Home Google Brings Color Back to Renaissance Books

Google Brings Color Back to Renaissance Books

Google Books has scanned and uploaded 150,000 books written in the 16th and 17th centuries. But there have been repeated requests to see the volumes in “full color,” according to Dan Bloomberg and Kurt Groetsch on the Inside Google Books Blog.

Now, Google has begun that process, allowing readers to see the books as originally printed instead of rendered onto an artificially-generated white background.

There are a couple of reasons why readers wished for, and Google agreed to, this way of viewing the texts, the two wrote.

“First, these books are interesting artifacts. They have changed their appearance over the centuries, and there is a cultural value in viewing them. Second, because of aging and bleed-through, it can be very difficult to display the images as clean text over a white background; in many cases it’s actually easier to read the text from the original (what we call “full-color”) images.”

So get your Galileo Galilei on. Or maybe Nostradamus is more your speed?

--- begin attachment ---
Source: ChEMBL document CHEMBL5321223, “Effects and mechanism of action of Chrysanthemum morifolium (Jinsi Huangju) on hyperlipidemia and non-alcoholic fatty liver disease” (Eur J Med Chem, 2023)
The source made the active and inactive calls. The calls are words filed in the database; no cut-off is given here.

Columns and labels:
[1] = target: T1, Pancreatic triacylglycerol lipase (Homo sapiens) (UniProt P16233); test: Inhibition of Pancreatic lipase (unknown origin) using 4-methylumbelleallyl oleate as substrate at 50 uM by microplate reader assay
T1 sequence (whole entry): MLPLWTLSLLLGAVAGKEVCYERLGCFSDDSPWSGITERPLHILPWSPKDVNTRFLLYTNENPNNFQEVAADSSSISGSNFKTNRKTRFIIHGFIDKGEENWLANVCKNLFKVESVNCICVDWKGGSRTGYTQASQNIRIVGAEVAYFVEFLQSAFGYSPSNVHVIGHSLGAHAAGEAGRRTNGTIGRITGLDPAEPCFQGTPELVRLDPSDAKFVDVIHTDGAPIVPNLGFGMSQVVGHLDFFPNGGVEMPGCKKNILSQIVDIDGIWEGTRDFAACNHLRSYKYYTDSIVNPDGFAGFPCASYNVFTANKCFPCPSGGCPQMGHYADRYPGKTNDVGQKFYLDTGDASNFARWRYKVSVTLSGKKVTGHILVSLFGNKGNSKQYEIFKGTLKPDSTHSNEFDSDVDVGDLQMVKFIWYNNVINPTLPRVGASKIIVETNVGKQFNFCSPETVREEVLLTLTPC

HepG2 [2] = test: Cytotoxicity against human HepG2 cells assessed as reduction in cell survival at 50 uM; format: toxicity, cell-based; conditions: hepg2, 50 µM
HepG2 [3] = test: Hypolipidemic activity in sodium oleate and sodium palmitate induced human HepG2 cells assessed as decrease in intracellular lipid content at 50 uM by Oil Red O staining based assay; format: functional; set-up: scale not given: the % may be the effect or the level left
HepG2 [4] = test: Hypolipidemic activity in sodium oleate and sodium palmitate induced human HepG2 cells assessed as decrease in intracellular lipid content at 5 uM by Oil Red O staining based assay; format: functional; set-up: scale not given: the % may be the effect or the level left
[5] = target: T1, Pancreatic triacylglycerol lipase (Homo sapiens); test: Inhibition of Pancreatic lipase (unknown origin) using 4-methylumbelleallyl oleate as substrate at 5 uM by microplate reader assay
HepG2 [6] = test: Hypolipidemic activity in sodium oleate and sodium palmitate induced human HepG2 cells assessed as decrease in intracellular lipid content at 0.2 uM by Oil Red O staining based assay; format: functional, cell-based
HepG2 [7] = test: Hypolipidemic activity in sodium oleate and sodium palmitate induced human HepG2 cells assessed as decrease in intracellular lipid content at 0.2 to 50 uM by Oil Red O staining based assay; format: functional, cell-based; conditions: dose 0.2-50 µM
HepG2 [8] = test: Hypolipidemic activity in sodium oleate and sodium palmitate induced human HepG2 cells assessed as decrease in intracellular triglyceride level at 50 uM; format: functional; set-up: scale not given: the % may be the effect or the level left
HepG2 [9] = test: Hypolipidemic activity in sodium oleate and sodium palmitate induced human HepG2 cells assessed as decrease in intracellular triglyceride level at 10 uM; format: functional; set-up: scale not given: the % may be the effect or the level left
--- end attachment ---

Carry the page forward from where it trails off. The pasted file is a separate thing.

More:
Now, this era is not that of the great illuminated manuscripts and folios of the Medieval world. There are illustrations, if not many illustrated capitals. But more to the point, such electronic facsimile can provide the modern reader a sense of nearness to the circumstances of the book’s creation and therefore to the mentality of both the writer and the readers.

Google Books and similar tools are always a trade-off. Anyone who has ever looked at a Velasquez in a book or online then seen it in person at the Prado knows it’s never the same. But these sorts of tools provide access both at a distance and to many more people that would otherwise see them in person.

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